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New London board weighs all-magnet school future

New London - The school district's special master had a "frank conversation" with members of the Board of Education on Thursday, telling them that if they have a better alternative for the city's future than the all-magnet school district, they needed to propose it.

"If you want to explore another opportunity, we need to know what that is now," Steven Adamowski said.

As the board works to complete its Strategic Operating Plan - a condition of state intervention in the school district - it must first decide which direction to take the district in. New London is the only school district in the state with the legislative authority to create an all-magnet school district.

"This is a decision that only you can make in order for the Strategic Operating Plan to go forward and be complete," Adamowski said. "If we dance around these issues and we're not specific about them from the start, we're going to have all kinds of problems in our strategies and implementation steps."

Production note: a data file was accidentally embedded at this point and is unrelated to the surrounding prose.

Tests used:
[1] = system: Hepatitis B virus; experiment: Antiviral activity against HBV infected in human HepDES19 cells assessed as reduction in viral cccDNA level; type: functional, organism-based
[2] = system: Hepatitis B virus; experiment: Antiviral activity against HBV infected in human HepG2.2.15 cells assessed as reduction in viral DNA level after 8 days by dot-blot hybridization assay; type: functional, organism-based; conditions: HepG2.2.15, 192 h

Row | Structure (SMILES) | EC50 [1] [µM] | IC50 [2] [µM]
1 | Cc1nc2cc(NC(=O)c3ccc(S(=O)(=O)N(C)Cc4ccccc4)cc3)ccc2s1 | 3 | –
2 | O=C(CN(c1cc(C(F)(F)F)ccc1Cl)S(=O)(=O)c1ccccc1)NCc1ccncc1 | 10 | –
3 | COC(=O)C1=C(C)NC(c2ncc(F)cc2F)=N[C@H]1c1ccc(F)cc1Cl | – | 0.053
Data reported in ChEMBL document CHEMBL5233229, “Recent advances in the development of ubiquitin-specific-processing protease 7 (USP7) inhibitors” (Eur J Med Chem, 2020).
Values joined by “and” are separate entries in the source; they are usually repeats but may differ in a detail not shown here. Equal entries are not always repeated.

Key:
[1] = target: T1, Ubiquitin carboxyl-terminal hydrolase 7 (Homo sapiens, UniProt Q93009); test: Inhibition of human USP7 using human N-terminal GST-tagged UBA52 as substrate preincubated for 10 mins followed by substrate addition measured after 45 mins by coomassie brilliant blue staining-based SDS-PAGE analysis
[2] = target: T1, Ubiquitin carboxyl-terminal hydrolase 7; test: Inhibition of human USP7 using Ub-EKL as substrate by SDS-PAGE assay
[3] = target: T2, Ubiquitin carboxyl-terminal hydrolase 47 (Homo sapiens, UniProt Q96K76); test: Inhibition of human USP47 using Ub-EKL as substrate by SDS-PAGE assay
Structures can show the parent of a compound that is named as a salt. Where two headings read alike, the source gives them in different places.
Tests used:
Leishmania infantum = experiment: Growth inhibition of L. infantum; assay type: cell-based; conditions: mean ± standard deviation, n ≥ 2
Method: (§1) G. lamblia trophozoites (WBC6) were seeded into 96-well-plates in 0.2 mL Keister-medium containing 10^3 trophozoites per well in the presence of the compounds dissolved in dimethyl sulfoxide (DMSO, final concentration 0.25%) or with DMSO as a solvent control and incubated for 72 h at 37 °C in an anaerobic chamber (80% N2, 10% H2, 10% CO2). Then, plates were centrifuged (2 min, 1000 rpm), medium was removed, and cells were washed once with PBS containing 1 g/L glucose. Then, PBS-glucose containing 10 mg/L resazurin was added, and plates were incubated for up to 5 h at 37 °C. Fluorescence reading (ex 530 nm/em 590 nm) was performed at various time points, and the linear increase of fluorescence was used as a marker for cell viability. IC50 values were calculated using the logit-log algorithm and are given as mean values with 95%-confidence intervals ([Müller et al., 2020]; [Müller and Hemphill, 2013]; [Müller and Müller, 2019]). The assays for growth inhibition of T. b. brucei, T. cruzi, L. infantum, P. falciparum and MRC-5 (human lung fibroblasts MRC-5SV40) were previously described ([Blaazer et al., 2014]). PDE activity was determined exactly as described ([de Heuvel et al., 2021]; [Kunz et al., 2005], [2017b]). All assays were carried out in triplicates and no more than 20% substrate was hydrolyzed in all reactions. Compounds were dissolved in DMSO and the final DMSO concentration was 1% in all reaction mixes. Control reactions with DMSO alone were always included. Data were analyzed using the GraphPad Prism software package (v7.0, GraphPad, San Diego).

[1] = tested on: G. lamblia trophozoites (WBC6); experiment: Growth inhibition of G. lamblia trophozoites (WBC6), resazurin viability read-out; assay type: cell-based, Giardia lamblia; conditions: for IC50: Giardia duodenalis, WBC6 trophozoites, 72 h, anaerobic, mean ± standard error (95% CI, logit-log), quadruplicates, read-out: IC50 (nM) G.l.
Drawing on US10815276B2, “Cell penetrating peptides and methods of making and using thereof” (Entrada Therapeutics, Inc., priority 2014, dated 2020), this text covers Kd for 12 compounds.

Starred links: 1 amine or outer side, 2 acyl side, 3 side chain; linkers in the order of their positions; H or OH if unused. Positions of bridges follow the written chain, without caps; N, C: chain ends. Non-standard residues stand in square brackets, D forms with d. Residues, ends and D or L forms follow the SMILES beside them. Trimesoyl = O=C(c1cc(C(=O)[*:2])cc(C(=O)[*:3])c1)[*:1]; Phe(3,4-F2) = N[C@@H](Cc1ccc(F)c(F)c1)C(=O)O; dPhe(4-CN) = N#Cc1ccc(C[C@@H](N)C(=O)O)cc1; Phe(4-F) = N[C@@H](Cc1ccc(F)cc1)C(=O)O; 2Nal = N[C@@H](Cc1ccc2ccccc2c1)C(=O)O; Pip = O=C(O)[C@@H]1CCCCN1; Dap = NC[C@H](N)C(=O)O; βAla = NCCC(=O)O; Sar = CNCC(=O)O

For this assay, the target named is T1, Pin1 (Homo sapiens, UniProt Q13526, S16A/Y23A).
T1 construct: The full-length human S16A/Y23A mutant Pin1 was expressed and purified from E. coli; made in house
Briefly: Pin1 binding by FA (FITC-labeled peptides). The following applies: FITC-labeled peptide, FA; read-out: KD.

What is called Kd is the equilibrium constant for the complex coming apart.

An all-magnet school district promises additional funding to the city in the form of about $9 million from the state, and Adamowski said he was confident in the state's ability to make good on the funding promise.

But board members continued to ask what their other options are.

"We have to look at all the other possible avenues. We need to consider what's going to affect the students," board member Delanna Muse said.

Board member Barbara Major said she would like to know what kind of magnet school would be the best model for the city.

The city currently has two magnet schools - the Science and Technology Magnet High School and Winthrop Magnet Elementary School - both of which have a science, technology, engineering and math emphasis.

The new Nathan Hale School is scheduled to open next year.

Jennings Elementary School has a dual-language and foreign-language theme but is not currently a designated magnet school.

An all-magnet school district could affect the grade configurations at Bennie Dover Jackson Middle School, currently a sixth- through eighth-grade school. Adamowski said the middle school could also be converted into three middle school academies that link to magnet school themes at the elementary and high school levels.

There are three kinds of schools allowed by law in Connecticut, Adamowski said: charter schools, magnet schools and district-operated schools, which is the city's current model.

"We're looking for an alternative that will stabilize the financial support of the schools, and frankly, an alternative that will create a greater state share in financing the New London schools," Adamowski said.


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